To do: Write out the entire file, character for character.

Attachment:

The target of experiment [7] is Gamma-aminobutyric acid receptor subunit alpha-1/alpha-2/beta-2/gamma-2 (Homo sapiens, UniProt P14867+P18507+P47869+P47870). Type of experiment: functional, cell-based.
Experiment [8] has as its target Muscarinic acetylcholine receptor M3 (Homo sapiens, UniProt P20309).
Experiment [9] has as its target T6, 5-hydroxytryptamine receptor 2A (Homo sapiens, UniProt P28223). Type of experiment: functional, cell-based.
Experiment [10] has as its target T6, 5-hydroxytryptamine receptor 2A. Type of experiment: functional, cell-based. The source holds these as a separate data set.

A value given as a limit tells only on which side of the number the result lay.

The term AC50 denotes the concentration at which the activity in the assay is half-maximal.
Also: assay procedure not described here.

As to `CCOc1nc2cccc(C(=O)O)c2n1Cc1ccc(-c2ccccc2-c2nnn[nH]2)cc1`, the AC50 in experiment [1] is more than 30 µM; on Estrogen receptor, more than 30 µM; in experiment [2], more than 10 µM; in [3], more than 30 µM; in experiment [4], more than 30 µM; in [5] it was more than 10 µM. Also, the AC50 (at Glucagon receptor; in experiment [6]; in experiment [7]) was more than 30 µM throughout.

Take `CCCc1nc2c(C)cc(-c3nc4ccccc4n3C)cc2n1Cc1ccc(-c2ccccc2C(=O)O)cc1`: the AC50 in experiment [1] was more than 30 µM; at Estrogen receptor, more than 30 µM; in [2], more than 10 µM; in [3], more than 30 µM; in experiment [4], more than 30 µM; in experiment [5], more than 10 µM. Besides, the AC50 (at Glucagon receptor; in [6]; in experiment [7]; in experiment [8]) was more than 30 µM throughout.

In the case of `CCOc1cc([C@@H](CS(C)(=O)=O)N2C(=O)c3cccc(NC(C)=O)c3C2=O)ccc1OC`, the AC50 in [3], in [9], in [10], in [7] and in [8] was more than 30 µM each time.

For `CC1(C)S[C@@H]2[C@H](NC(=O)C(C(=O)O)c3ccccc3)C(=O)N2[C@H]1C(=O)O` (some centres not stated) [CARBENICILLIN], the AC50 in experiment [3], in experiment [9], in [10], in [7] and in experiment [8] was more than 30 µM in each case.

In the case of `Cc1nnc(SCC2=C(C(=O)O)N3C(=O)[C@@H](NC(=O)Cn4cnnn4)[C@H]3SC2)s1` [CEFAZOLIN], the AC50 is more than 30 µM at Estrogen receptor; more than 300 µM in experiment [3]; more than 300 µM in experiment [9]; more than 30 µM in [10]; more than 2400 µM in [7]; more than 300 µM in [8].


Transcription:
The target of experiment [7] is Gamma-aminobutyric acid receptor subunit alpha-1/alpha-2/beta-2/gamma-2 (Homo sapiens, UniProt P14867+P18507+P47869+P47870). Type of experiment: functional, cell-based.
Experiment [8] has as its target Muscarinic acetylcholine receptor M3 (Homo sapiens, UniProt P20309).
Experiment [9] has as its target T6, 5-hydroxytryptamine receptor 2A (Homo sapiens, UniProt P28223). Type of experiment: functional, cell-based.
Experiment [10] has as its target T6, 5-hydroxytryptamine receptor 2A. Type of experiment: functional, cell-based. The source holds these as a separate data set.

A value given as a limit tells only on which side of the number the result lay.

The term AC50 denotes the concentration at which the activity in the assay is half-maximal.
Also: assay procedure not described here.

As to `CCOc1nc2cccc(C(=O)O)c2n1Cc1ccc(-c2ccccc2-c2nnn[nH]2)cc1`, the AC50 in experiment [1] is more than 30 µM; on Estrogen receptor, more than 30 µM; in experiment [2], more than 10 µM; in [3], more than 30 µM; in experiment [4], more than 30 µM; in [5] it was more than 10 µM. Also, the AC50 (at Glucagon receptor; in experiment [6]; in experiment [7]) was more than 30 µM throughout.

Take `CCCc1nc2c(C)cc(-c3nc4ccccc4n3C)cc2n1Cc1ccc(-c2ccccc2C(=O)O)cc1`: the AC50 in experiment [1] was more than 30 µM; at Estrogen receptor, more than 30 µM; in [2], more than 10 µM; in [3], more than 30 µM; in experiment [4], more than 30 µM; in experiment [5], more than 10 µM. Besides, the AC50 (at Glucagon receptor; in [6]; in experiment [7]; in experiment [8]) was more than 30 µM throughout.

In the case of `CCOc1cc([C@@H](CS(C)(=O)=O)N2C(=O)c3cccc(NC(C)=O)c3C2=O)ccc1OC`, the AC50 in [3], in [9], in [10], in [7] and in [8] was more than 30 µM each time.

For `CC1(C)S[C@@H]2[C@H](NC(=O)C(C(=O)O)c3ccccc3)C(=O)N2[C@H]1C(=O)O` (some centres not stated) [CARBENICILLIN], the AC50 in experiment [3], in experiment [9], in [10], in [7] and in experiment [8] was more than 30 µM in each case.

In the case of `Cc1nnc(SCC2=C(C(=O)O)N3C(=O)[C@@H](NC(=O)Cn4cnnn4)[C@H]3SC2)s1` [CEFAZOLIN], the AC50 is more than 30 µM at Estrogen receptor; more than 300 µM in experiment [3]; more than 300 µM in experiment [9]; more than 30 µM in [10]; more than 2400 µM in [7]; more than 300 µM in [8].